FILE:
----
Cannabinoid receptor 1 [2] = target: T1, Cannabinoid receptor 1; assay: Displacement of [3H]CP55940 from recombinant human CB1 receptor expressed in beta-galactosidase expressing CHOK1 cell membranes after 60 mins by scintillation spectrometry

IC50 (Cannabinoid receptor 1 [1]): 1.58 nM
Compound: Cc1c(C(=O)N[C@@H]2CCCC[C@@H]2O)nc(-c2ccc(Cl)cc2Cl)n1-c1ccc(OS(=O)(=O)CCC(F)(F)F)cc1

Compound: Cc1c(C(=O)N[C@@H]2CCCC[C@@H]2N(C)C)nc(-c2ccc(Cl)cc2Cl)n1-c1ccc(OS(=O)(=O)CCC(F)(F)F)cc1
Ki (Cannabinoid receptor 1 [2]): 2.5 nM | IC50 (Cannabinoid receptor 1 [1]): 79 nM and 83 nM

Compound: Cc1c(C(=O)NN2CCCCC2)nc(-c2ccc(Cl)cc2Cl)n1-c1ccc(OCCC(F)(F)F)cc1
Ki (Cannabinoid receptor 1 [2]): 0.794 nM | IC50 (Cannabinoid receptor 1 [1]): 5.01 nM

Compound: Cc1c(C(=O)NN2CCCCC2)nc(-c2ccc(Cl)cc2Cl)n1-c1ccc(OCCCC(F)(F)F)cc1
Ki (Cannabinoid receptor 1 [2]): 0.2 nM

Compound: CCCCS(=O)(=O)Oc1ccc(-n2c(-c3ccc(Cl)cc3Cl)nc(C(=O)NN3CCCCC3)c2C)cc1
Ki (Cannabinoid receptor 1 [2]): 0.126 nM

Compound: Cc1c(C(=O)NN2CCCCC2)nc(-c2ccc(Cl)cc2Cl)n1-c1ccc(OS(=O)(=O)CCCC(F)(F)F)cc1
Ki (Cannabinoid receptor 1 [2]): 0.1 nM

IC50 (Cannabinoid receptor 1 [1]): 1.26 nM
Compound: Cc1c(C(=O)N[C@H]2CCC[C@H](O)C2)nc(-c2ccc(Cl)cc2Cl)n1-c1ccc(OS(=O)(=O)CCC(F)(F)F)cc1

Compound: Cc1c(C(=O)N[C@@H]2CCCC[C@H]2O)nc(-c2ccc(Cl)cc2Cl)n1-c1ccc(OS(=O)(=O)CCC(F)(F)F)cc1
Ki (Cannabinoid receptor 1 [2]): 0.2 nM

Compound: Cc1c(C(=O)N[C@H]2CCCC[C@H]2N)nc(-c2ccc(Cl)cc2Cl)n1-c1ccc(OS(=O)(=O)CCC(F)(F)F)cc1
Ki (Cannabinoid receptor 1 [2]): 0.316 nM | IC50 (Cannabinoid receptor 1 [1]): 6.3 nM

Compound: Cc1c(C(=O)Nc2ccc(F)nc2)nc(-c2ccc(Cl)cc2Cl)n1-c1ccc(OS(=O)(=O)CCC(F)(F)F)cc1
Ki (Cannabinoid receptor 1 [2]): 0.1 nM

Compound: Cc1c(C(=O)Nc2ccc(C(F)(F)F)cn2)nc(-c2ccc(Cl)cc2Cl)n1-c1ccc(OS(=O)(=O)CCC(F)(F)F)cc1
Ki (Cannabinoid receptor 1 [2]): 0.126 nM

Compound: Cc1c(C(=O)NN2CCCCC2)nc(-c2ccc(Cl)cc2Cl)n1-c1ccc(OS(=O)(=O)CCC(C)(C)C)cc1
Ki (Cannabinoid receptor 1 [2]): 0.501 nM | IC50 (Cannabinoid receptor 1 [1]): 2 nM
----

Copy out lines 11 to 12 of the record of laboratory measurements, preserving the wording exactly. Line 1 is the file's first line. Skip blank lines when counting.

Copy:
Ki (Cannabinoid receptor 1 [2]): 0.126 nM

Compound: Cc1c(C(=O)NN2CCCCC2)nc(-c2ccc(Cl)cc2Cl)n1-c1ccc(OS(=O)(=O)CCCC(F)(F)F)cc1